Objective: To assess neocortical changes and their relevance to cognitive impairment in early relapsing-remitting (RR) multiple sclerosis (MS).
Methods: Conventional MR was acquired in 41 patients with RR MS and 16 demographically matched normal control subjects (NCs). An automated analysis tool was used with conventional T1-weighted MRI to obtain measures of cortical brain volumes normalized for head size. Neuropsychological performance of MS patients was assessed using the Rao Brief Repeatable Battery. Relationship between volumetric MR measures and neuropsychological scores was assessed.
Results: Neuropsychological assessment allowed for the identification of 18 cognitively preserved (MS-cp) and 23 cognitively impaired (MS-ci) MS patients. The whole MS sample showed lower values of normalized cortical volumes (NCVs) than did the NC group (p = 0.01). Upon grouping of MS patients according to cognitive performance, NCV values were lower (p = 0.02) in MS-ci patients than in both MS-cp patients and NCs. Moreover, there were positive correlations between NCV values and measures of verbal memory (r = 0.51, p = 0.02), verbal fluency (r = 0.51, p = 0.01), and attention/concentration (r = 0.65, p < 0.001) in MS-ci patients. Furthermore, NCV values were decreased in patients who scored lower on a greater number of tests (r = -0.58, p < 0.01) in the MS-ci group. None of the neuropsychological measures correlated to NCV values in the MS-cp patient group.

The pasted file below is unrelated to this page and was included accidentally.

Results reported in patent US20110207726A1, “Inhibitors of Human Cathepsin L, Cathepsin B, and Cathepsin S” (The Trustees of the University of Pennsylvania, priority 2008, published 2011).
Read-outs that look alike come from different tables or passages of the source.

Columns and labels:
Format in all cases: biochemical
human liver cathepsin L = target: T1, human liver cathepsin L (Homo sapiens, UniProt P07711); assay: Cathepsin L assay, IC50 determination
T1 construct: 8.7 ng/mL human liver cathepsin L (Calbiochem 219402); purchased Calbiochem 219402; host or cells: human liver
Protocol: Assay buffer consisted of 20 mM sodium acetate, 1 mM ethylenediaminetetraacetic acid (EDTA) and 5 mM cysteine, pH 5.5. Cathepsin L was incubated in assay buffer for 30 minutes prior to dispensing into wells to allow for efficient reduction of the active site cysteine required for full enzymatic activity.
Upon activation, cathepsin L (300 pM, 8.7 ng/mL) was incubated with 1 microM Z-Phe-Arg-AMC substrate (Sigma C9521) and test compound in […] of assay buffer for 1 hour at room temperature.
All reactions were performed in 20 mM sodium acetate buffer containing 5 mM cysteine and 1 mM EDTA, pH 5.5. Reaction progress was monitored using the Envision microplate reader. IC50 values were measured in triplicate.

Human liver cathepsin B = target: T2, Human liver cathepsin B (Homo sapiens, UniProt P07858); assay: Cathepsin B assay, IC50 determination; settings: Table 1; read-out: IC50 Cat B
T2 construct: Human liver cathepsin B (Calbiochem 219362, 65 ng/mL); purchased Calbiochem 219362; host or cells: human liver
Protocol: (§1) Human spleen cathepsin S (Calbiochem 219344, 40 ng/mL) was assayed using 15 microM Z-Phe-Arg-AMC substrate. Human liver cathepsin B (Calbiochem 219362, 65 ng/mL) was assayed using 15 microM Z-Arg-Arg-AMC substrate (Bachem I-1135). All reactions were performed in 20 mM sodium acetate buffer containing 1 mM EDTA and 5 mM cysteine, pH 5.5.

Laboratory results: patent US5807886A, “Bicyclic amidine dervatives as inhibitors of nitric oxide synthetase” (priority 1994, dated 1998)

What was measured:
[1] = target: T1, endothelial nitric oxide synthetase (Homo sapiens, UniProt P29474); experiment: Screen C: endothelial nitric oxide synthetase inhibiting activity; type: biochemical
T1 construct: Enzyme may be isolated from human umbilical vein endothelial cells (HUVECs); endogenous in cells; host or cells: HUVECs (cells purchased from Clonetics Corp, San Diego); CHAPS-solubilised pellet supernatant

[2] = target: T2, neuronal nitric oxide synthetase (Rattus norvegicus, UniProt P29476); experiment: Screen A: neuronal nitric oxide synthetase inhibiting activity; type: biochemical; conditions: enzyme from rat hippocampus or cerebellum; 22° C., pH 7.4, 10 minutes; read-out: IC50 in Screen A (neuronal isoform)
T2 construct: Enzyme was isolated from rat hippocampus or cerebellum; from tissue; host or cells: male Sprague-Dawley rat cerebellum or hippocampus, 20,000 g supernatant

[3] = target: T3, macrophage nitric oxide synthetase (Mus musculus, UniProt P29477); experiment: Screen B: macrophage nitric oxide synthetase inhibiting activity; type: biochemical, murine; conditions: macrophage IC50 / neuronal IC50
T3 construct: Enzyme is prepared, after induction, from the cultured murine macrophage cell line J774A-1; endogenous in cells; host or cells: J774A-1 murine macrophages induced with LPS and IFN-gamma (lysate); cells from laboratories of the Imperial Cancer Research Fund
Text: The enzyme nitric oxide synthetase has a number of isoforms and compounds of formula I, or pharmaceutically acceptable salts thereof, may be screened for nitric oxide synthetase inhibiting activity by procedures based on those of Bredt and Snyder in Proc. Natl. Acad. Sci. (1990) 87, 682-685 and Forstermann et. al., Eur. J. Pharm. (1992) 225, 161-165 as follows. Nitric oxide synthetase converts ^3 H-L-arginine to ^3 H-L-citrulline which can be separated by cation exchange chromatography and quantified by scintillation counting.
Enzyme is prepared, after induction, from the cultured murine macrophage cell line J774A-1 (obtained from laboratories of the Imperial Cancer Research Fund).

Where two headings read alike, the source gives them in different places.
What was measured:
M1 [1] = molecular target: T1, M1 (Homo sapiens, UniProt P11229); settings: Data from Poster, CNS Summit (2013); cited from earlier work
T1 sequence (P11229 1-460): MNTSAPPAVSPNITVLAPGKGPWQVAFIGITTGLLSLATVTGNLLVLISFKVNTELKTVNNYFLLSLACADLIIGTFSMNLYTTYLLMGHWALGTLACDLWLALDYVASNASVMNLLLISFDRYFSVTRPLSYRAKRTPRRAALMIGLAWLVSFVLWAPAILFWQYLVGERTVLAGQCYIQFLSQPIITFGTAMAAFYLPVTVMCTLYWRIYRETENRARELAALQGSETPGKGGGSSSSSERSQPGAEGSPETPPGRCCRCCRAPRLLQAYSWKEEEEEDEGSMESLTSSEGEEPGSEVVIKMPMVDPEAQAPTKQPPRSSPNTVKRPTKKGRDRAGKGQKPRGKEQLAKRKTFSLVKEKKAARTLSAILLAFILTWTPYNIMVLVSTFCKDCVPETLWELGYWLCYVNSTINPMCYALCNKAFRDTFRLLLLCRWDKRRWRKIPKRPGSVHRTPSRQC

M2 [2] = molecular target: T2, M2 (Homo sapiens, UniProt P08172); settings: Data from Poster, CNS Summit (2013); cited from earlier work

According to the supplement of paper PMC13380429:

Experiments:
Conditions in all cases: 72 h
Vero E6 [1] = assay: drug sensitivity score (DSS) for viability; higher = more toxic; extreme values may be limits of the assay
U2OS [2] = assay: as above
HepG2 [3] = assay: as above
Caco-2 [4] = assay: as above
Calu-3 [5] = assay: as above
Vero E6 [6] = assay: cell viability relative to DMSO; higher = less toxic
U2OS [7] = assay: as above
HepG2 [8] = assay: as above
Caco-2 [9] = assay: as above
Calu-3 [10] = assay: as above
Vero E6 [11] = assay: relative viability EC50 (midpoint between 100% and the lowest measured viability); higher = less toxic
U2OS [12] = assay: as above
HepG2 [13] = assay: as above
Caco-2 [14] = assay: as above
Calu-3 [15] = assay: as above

Conclusions: Cortical atrophy was found only in cognitively impaired patients and was significantly correlated with a poorer performance on tests of verbal memory, attention/concentration, and verbal fluency. Gray matter pathology may contribute to the development of cognitive impairment in MS from the earliest stages of the disease.